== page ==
2. In case you are not doing this process then request the platform to give you a dump of all the reviews for the past year or so which you can analyze.

When we decided to take a deeper look at all the reviews we took a dump of reviews and decided to read all of them. A reviewer needs to go through a set of questions and now that we had access to these reviews we decided to tag reviews with areas in the product wherever the customers gave a negative reviews about the product.

One of the common questions that we ask most reviewers across all platforms is “How can we improve VWO”. We decided to focus on this question and started tagging areas (documentation, test creation, reporting, etc) to identify the customer pain points.

It was surprising when we saw a lot of reviews where customer complained about a missing feature which already existed in the product!

This could be due to a discoverability issue. We immediately reached out to all such customers and it also gave us a lot of perspective on our UX.

Later we realized that doing this exercise once in a while is not scalable so we decided to add proactive alerts on slack and email so that we can cater to every review as and when they were written. This helped us involve all the relevant stakeholders and in a lot of cases we were able to reach out to the reviewer immediately to address their concerns and it helped us build trust between us and our customers.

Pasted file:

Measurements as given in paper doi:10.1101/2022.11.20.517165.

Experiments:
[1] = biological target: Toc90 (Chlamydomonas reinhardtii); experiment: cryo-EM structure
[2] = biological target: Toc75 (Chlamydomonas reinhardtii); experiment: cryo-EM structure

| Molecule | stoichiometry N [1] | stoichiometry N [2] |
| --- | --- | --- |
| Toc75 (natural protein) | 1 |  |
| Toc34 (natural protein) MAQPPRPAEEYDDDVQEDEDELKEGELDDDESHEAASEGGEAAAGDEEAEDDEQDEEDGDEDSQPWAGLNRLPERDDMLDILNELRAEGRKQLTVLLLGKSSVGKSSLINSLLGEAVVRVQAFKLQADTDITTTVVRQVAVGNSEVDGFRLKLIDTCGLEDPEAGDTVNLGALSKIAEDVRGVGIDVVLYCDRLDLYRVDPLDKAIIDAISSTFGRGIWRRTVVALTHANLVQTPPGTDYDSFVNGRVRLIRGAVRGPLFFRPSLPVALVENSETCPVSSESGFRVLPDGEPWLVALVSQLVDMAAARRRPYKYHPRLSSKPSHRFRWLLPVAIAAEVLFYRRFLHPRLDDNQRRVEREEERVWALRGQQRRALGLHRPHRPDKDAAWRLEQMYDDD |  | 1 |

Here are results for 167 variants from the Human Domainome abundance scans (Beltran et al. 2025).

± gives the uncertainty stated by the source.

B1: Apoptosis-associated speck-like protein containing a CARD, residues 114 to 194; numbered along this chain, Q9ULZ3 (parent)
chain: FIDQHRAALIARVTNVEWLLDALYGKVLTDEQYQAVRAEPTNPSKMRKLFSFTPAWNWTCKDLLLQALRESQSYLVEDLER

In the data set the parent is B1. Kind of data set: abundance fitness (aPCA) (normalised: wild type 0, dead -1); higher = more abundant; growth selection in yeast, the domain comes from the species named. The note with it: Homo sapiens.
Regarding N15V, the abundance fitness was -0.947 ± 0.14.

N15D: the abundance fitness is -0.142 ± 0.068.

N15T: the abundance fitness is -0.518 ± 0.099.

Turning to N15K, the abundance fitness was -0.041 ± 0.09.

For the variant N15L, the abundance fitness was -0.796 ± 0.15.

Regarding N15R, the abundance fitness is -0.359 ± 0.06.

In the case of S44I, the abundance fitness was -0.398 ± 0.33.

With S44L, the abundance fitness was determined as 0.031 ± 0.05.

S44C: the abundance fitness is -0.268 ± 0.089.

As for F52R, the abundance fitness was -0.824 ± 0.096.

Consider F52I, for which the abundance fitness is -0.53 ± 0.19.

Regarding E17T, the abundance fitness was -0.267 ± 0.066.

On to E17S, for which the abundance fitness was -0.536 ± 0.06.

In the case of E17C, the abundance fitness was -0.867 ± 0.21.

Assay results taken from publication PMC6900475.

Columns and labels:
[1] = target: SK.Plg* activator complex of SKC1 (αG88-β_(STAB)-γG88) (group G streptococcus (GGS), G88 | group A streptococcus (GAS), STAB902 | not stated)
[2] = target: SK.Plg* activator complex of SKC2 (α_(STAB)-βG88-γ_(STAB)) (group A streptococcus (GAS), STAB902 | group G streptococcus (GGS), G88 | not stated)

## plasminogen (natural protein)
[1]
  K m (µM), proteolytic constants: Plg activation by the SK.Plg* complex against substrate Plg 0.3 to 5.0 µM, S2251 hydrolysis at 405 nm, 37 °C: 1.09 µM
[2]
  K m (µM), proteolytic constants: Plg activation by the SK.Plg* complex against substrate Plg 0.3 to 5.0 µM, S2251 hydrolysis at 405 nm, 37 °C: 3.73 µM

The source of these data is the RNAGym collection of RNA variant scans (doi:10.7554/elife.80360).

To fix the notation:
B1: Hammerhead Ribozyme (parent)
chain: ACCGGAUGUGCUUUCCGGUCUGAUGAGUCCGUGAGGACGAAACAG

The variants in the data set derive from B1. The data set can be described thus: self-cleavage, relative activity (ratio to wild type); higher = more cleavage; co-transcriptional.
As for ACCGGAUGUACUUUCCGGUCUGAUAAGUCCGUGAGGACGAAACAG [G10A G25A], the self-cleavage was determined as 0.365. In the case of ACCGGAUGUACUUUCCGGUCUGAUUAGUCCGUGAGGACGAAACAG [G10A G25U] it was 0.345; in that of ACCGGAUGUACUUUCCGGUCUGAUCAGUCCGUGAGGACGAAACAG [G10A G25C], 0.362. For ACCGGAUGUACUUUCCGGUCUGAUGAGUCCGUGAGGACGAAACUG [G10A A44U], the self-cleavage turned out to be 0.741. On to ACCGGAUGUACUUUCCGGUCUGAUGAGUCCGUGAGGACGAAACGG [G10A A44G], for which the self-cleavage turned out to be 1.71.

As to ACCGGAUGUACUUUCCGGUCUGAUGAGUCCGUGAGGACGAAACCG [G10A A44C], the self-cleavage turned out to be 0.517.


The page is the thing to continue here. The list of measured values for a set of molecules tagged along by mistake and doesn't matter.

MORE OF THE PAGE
P.S. You should also keep an eye on the reviews written about your competitors. It will help you a lot in staying ahead of them.

4. Setting up an idea portal


How do you collect feedback from your customers and customer-facing teams? Do they send you an email when they hear a feature request from the prospects/customers? or do they drop you a message on an internal chat platform (slack, skype, etc)?

What is the problem with this approach?

You lose context! If you are receiving feature requests across multiple platforms you would end losing them in the emails or in the chats.

The simply solution is to have an idea portal, it could be internal or if you want you can build a public idea portal as well. We use a project management tool called AHA which gives us an option build an idea where users can search for an idea in the backlog and upvote it or just add a new idea.

Sample image from Aha idea portal

In the above image you can see that a user has the following option

  • Search for an existing idea using search or look at the categories defined in the left pane.
  • Upvote an idea
  • Add a new idea

You can also use a central excel sheet or any other tool that can bring all the ideas and requests under a central repository.


The product team can leverage all this data coming from customers to really understand feature requests and customer pain points. Having an upvote mechanism helps you easily identify highly requested features. It will also help customer-facing teams to share all the insights they get from customer calls.

We do a weekly analysis of all the requests we receive on this platform which helps us prioritize and find trends.

There could be many more channels to explore customer pain points and I would love to hear from all of you about any other method that you use in your company to identify customer pain points.

P.S. I have not mentioned “User Interviews”, “Surveys” etc because there is already of a lot of content written about them 🙂

About me

Welcome to my blog! My name is Rahul Jain, I am a product management evangelist with 10+ years of experience working in B2C and B2B domain. I want to express all my learnings through this website and I will try to uncover all the product management jargon in the easiest and realistic manner.